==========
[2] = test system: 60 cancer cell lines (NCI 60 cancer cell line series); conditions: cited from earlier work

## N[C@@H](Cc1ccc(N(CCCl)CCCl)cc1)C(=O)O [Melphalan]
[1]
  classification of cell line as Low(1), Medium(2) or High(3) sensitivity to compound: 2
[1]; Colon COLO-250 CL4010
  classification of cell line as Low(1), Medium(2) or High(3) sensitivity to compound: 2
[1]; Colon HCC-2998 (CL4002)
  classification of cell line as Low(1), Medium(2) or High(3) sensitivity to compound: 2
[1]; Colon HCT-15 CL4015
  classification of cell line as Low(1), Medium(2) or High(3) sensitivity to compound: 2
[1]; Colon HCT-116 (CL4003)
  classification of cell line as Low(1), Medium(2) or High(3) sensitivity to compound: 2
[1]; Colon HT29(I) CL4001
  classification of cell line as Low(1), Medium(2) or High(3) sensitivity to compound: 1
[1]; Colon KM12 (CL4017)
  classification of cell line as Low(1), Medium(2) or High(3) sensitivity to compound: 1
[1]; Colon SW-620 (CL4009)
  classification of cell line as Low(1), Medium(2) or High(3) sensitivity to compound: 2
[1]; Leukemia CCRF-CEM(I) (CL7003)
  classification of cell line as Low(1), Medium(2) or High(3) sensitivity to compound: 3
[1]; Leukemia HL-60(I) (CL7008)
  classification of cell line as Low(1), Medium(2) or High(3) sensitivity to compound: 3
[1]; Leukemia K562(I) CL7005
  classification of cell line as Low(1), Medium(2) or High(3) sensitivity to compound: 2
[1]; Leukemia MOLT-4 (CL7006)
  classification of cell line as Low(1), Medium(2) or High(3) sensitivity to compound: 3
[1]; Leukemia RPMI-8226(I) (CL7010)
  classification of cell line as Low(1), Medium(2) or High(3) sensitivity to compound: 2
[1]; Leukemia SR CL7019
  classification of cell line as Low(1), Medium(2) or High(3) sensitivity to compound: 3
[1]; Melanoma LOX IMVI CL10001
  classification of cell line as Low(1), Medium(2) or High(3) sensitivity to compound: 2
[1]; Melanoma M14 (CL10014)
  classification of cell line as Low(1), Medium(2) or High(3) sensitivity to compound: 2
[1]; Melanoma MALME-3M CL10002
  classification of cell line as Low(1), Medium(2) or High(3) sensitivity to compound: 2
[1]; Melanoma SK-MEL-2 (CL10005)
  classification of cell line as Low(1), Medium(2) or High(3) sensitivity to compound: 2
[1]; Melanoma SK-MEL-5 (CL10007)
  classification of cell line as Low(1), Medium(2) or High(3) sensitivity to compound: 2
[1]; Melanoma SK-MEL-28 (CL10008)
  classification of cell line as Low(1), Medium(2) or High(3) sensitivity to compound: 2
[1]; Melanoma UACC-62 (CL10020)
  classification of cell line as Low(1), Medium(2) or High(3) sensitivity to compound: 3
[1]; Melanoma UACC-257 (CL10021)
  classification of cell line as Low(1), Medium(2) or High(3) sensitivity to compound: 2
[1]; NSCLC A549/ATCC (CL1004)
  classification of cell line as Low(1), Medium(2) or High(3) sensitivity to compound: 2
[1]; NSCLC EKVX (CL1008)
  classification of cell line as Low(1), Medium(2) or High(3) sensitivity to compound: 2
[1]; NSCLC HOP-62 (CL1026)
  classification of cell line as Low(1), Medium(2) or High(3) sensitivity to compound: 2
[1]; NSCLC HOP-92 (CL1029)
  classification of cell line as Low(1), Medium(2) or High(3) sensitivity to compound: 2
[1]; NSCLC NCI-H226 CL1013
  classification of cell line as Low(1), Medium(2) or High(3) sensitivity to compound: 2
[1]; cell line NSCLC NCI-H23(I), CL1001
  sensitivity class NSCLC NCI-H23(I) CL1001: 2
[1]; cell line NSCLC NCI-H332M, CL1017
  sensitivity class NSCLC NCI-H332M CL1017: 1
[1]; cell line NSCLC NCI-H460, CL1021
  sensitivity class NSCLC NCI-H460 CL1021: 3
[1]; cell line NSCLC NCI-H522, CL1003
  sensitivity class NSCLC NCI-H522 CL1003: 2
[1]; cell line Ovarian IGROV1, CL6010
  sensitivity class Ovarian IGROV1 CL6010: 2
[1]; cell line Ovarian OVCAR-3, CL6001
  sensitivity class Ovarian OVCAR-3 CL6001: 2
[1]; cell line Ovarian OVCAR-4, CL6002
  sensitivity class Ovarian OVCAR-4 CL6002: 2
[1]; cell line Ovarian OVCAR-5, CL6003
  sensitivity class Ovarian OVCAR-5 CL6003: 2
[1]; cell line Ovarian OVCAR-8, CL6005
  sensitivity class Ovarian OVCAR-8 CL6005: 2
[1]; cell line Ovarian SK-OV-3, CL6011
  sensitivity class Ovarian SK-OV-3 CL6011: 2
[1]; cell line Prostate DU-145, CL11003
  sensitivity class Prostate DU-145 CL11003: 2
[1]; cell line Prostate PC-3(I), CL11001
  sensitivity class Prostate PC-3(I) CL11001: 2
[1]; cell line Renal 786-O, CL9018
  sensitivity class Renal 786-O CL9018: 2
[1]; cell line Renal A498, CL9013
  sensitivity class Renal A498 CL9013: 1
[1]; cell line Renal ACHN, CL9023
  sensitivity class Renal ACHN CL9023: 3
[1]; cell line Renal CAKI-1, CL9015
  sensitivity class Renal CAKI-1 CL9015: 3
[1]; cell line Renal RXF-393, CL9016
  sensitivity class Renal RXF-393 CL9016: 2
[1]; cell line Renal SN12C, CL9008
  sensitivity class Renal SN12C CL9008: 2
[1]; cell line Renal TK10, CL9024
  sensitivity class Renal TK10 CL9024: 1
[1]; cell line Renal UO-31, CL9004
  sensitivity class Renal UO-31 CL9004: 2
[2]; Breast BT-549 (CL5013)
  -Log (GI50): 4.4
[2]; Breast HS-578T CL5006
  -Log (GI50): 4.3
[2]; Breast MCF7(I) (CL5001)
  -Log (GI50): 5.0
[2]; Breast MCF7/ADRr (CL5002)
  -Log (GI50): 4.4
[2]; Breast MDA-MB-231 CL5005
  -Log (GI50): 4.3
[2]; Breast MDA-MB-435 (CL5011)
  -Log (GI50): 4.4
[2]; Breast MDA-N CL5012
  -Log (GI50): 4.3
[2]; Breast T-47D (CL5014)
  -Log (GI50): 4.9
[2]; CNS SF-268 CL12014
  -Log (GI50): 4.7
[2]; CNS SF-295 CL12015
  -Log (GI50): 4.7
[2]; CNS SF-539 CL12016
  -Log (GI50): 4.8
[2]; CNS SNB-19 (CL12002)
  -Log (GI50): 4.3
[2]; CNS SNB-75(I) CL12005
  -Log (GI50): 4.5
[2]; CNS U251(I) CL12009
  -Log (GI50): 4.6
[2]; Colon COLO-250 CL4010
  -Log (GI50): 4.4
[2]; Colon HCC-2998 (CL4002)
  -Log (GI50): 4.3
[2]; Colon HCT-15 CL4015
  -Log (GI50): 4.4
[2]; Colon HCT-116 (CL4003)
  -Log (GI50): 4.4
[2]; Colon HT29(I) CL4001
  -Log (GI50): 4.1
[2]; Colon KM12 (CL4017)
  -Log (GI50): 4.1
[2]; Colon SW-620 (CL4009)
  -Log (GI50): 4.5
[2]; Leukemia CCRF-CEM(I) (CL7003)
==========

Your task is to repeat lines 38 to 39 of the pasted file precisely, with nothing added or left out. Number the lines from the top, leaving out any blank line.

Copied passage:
  classification of cell line as Low(1), Medium(2) or High(3) sensitivity to compound: 2
[1]; Melanoma SK-MEL-5 (CL10007)